Tuesday, February 7, 2012

Pluralism vs Relativism: How E.J. Dionne Got It Wrong on the Contraception Debate

By Garrett FitzGerald 

Columnist E.J. Dionne Jr., a stalwart of the Religious Left, caused quite a furor in progressive circles this past week when he took to the opinion page of the Washington Post to lament President Obama's "breach of faith" over new administration guidelines mandating "that required contraceptive services to be covered by the insurance policies that will be supported under the Affordable Care Act." The rub, for Dionne, is the lack of an exemption in the new policy guidelines for certain religious institutions, particularly Catholic universities and social service providers, for whom the financial support of contraceptive services might constitute a breach of the Church's official stance on their use.

Dionne attempts to strike a balance in his article between his progressive understanding of the "perfect sense" it makes for these Catholic institutions to cover contraception costs and the pang of betrayal he feels as "an American liberal who believes that religious pluralism imposes certain obligations on government." Despite the many excellent reasons Dionne lists for supporting contraceptive coverage for women employed or enrolled at such institutions, Dionne ultimately considers the Obama Administration to have "[thrown]  his progressive Catholic allies under the bus" while reinforcing the position of conservative, reactionary elements within the national Catholic hierarchy. 

As challenging as I am sure it must be for Dionne to be caught in a tug-of-war between his political and his religious sensibilities, it is a true shame to see such a typically reliable advocate of progressive causes lash out at this administration over a decision that has been hailed as a policy win for advocates of women's health and reproductive rights, including religious leaders from some fairly diverse traditions. As Dionne suggests in his article, many advocates for reproductive rights have been less than impressed with the Obama Administration's track record on related policy decisions to date. Our own Caryn Riswold did a terrific job debunking the Administration's rationale for denying over-the-counter access of Plan B contraception to women under the age of 18. And although he does not offer his own two cents on the subject, Dionne makes reference to the fact that "Obama was also willing to annoy some in his liberal base during the battle for the health-care bill by making sure that Catholic institutions do not have to perform or pay for abortions."

In light of these earlier policy failures on the part of the Obama Administration, many progressives were encouraged by the January 20th announcement of increased contraceptive coverage from the Department of Health and Human Services. But despite this apparent win for supporters of women's health and reproductive rights, Dionne has lamentably determined that the Obama Administration "utterly botched" the decision. While Dionne's article is admittedly softer in tone than some similar criticisms emerging from the Right, it nevertheless perpetuates a number of dangerous misconceptions about women's healthcare and its relationship to religious expression.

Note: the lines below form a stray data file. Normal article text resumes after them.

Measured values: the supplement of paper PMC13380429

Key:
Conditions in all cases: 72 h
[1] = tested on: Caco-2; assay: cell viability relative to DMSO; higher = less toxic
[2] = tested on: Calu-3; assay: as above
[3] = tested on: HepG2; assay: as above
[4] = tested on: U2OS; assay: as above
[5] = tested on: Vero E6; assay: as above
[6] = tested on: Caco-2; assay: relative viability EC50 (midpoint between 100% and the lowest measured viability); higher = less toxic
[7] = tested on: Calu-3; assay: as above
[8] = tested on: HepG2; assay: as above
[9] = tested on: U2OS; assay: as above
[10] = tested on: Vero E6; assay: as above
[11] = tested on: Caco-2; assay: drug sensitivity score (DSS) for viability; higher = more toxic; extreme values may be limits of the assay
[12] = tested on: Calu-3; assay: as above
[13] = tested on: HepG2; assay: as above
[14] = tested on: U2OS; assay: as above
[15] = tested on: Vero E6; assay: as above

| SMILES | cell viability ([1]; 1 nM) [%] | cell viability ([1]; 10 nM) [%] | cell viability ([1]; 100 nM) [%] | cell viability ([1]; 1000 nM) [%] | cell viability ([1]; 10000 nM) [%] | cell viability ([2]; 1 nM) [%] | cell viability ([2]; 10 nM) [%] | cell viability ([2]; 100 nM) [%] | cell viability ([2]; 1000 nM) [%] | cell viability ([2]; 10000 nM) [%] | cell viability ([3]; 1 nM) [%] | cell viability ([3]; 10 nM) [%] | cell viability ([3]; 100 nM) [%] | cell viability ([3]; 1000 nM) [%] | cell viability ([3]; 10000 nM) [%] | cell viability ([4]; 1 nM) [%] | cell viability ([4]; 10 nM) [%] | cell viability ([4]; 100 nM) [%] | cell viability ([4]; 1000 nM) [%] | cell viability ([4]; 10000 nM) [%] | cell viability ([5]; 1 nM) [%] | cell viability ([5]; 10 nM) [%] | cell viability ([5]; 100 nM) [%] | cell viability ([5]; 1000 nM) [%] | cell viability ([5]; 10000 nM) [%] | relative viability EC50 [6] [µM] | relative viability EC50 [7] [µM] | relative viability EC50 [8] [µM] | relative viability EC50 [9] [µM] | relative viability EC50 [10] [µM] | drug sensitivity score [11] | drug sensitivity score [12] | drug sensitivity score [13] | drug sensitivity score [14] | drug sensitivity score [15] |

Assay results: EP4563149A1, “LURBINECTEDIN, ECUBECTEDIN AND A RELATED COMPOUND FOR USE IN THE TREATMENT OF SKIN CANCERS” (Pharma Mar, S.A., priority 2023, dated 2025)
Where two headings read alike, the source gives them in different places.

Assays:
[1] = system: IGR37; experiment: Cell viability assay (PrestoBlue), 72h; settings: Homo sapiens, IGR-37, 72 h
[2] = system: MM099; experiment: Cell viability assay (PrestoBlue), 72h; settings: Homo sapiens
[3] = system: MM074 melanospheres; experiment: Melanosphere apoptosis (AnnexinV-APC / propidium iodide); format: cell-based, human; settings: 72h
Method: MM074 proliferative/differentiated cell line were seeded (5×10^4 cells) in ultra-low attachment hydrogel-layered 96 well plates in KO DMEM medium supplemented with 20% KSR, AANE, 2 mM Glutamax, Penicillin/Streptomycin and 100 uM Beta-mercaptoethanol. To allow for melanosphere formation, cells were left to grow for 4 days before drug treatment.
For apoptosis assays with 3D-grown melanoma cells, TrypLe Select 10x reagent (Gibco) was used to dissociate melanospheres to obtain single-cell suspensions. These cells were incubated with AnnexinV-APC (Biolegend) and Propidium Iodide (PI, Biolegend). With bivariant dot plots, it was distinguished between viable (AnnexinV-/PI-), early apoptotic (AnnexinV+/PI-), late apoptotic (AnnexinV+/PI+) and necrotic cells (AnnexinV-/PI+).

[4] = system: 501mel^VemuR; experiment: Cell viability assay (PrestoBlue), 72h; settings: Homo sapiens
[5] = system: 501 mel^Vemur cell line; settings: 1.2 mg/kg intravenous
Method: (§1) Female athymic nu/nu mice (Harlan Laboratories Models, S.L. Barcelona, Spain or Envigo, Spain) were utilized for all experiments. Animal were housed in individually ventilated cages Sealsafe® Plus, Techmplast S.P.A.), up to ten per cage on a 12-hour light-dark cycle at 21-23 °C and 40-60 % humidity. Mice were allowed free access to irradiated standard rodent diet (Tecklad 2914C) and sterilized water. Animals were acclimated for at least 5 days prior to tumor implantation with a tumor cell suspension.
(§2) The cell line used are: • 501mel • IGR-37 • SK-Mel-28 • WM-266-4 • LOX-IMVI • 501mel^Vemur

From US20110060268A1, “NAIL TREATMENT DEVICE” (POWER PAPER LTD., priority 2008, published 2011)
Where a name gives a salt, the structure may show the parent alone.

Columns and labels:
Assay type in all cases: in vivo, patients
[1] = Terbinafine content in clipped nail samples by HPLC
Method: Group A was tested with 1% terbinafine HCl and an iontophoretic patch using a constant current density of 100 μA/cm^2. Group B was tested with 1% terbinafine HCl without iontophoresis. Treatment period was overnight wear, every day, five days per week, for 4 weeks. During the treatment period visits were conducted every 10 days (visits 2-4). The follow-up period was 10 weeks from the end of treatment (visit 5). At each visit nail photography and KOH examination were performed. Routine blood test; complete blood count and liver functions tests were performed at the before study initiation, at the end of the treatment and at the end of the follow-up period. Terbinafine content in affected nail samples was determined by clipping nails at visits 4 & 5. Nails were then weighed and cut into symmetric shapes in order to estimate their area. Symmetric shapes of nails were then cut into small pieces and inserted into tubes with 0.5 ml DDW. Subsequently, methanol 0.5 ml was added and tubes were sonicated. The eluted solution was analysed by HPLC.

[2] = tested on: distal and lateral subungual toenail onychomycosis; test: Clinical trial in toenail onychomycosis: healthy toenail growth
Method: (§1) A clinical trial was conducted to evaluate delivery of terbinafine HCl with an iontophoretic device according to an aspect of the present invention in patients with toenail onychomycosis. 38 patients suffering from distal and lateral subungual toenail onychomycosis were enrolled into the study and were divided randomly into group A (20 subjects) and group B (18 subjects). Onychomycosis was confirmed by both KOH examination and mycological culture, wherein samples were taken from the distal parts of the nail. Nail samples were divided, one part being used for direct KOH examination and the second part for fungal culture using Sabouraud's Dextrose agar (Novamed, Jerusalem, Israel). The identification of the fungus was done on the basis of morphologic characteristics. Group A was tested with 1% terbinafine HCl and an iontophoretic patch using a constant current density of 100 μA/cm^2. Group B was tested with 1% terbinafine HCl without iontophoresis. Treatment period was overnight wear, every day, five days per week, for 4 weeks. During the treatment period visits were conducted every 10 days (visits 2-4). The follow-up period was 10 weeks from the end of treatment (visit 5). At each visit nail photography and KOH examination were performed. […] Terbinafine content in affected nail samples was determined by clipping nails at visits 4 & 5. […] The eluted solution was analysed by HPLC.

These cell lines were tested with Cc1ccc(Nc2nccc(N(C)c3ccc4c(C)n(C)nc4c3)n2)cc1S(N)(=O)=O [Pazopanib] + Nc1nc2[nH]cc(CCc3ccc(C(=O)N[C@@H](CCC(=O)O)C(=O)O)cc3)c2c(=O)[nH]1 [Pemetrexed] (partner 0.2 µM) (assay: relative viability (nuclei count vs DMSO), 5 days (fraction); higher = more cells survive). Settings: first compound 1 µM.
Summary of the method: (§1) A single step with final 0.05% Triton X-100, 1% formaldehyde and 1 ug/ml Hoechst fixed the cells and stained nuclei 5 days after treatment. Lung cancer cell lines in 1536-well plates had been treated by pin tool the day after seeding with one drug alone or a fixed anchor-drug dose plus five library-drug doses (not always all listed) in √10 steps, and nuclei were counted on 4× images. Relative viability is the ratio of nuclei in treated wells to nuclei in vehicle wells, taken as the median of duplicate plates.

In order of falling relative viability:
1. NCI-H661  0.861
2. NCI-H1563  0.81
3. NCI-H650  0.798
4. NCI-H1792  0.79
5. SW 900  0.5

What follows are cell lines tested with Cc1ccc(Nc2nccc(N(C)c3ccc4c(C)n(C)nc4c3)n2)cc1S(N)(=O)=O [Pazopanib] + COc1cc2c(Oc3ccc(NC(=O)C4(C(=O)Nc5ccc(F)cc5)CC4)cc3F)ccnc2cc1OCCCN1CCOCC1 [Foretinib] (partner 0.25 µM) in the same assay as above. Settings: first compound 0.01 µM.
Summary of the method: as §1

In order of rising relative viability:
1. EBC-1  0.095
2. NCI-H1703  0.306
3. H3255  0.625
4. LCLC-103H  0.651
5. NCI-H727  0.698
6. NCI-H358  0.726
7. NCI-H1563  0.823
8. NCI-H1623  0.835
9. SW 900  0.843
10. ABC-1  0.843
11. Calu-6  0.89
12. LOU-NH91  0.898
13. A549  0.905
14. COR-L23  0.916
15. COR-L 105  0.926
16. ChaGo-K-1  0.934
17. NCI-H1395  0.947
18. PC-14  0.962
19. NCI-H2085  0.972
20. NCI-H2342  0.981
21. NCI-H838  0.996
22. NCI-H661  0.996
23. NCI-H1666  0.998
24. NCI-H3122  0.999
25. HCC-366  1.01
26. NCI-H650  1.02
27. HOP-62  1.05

I take umbrage with Dionne's position on two points: his refusal to acknowledge the very serious danger to the health and well-being of the women who would be denied access to affordable contraceptive coverage if Dionne had his way, and his insistence that the respect for religious beliefs and practices that actively endanger the health and well-being of these women is in any way essential for or constitutive of a healthy culture of pluralism. 

Let's start with the former question by examining what, exactly, the mandate contains and what it does not. As Dione admits, institutions "who primarily serve and employ members of their own faith traditions" are exempted under the new policy. But according to Talking Points Memo's Sahil Kapur, even those religious institutions not covered by the mandate's exemptions will not have to directly provide contraceptive services, but rather must only guarantee insurance plans that coverage such services to the people they employ and serve, should these individuals desire such coverage. As Kapur explains:
The regulation is only for insurance carriers, not health providers. For instance, Catholic hospitals with religious objections to birth control do not have to provide it to their patients. They simply cannot deny their employees the same access, should they want it, as other employers are required to provide. Most insurance plans already cover birth control but many include copays that can be a deterrent.
Secretary of Health and Human Services Kathleen Sebelius confirms Kapur's analysis in a recent USA Today article, which details the Administration's decision-making process behind the formulation of the religious exemption. As Secretary Sebelius explains in the article, the exemption guidelines set forward by the new administration policy are actually substantially more robust than in some of the 28 states with pre-existing mandates for contraception coverage, including eight states that currently have such mandates but which offer no religious exemptions at all. And, per Kapur's article, Sebelius also confirms that the new guidelines do not force individuals or institutions to administer contraceptive services directly: